Aged Lankaaster is a firm cheese, traditional rind, characteristic gouda “eyes” present, paste is dark, laden with crystals, with lovely butterscotch, pineapple and lactic notes, the veteran cheesemakers says. This cheese lingers in one’s mouth and is very suitable to use as cheese to make any “gratin” in culinary preparations.
Here are the top three in the variety class of the annual competition:
Canadian cheesemakers did remarkably well at the 2011 American Cheese Society Conference and Competition in Montreal this week, winning close to one-quarter of ribbons up for grabs. Best of all, Mariposa Dairy with Lindsay Bandaged Goat Cheddar and Fromagerie du Presbytère with Louis d’Or won Best of Show honors.
D. AMERICAN MADE / INTERNATIONAL STYLE
Cheeses modeled after or based on recipes for established European or other international types or styles – Beaufort, Abondance, Gruyère, Juustoleipa, Caerphilly, English Territorials, Leyden, Butterkäse, Monastery styles, etc.
3rd Cabot Creamery Cooperative, MA
Cabot Unsalted Butter
S. CHEESE SPREADS
Spreads produced by grinding and mixing, without the aid of heat and/or emulsifying salts, one or more natural cheeses
SA: Open Category made from all milks – Spreads with flavors using a base with moisture higher than 44%
3rd Appleton Creamery, ME
Chevre Wrapped in Brandied Grape Leaf
V. WASHED RIND CHEESES
Cheeses with a rind or crust washed in salted brine, whey, beer, wine, other alcohol, or grape lees that exhibit an obvious, smeared or sticky rind and/or crust – Limburger, Pont l’Evêque, Chimay, Raclette, Swiss Appenzeller or Vignerons-style, etc.
Four artisan cheesemakers from Quebec as well as Canadian cheese giants Saputo and Agropur medalled in the World Cheese Awards last week, the largest cheese competition on the planet. Hosted at the BBC Good Food Show in the U.K., 201 judges from 19 different countries judged 2,629 cheeses from 29 countries. Louis Aird of Saputo was the sole Canadian judge.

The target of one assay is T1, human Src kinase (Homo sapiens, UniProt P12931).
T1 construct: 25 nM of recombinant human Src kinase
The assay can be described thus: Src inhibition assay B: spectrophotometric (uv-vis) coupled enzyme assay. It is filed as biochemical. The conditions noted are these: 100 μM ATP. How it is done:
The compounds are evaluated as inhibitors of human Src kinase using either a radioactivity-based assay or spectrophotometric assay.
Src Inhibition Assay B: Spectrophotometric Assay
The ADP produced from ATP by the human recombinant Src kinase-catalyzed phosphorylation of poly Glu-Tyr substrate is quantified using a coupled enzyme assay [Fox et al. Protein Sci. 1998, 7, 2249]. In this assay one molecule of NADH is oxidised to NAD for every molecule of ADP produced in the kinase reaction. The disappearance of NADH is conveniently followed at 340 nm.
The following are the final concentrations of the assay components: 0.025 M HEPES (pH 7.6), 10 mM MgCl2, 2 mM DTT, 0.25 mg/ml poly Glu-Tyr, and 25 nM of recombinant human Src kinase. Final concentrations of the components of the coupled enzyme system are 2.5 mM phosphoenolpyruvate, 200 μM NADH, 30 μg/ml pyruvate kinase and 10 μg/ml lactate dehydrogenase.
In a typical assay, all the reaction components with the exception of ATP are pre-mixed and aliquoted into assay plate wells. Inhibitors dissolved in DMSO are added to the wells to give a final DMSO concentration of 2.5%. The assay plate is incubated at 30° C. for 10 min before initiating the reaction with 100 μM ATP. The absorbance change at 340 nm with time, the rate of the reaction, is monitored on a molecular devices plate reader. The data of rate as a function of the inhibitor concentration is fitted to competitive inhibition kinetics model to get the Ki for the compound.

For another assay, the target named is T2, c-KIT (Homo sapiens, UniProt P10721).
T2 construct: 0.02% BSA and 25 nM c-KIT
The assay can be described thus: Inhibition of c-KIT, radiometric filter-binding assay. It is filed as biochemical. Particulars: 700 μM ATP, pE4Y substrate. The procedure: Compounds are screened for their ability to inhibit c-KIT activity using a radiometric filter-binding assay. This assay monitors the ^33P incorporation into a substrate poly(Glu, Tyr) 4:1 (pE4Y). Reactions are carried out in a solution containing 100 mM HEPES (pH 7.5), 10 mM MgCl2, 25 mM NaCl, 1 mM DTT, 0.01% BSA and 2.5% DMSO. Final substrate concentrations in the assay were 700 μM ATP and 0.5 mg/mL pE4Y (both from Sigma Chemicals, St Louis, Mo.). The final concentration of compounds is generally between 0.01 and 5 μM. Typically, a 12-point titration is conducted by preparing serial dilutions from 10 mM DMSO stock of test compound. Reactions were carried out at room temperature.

Cornish Blue brought the World Champion Cheese title back to the U.K., being the first British cheese honoured in more than a decade. Here are the Canadian winners, starting with the four Quebec artisan cheesemakers entered by their distributor, Fromages CDA:
The World Cheese Awards has been bringing together buyers and sellers from the dairy industry worldwide for 20 years. The BBC Good Food Show is the biggest and most cosmopolitan cheese festival ever staged in the U.K.,, with almost 100,000 consumers tasting cheese after the international panel of experts completed their judging.
Rebecca Crosgrey is Event Co-Ordinator at The Great Canadian Cheese Festival. She patrols the Web for cheese news for CheeseLover.ca.
Eighteen Canadian cheeses were honoured at this year’s American Cheese Society Judging and Competition held in Seattle on the weekend. It’s the largest cheese competition in the Americas with 225 producers from 34 U.S. states, Canada and Mexico delivering a record 1,462 cheeses and cultured dairy products for judging.
Fifteen of the winners are Quebec cheeses, two are British Columbia (Kootenay Alpine Cheese), and one is Ontario (Fifth Town Artisan Cheese). La Moutonnière won four times, the most wins for a single cheesemaker from Canada.
Unlike other cheese competitions, where cheeses are graded down for technical defects, the American Cheese Society’s goal is to give positive recognition to those cheeses that are of the highest quality in their aesthetic evaluation (i.e. flavor, aroma, and texture), as well as their technical evaluation. As a result, the highest quality cheeses are those that the Society feels deserve the recognition of an American Cheese Society award, based on a minimum number of points awarded (totaling 100 points possible) for First, Second, or Third Place. In categories, or subcategories, where the minimum number of points is not earned, no awards are given.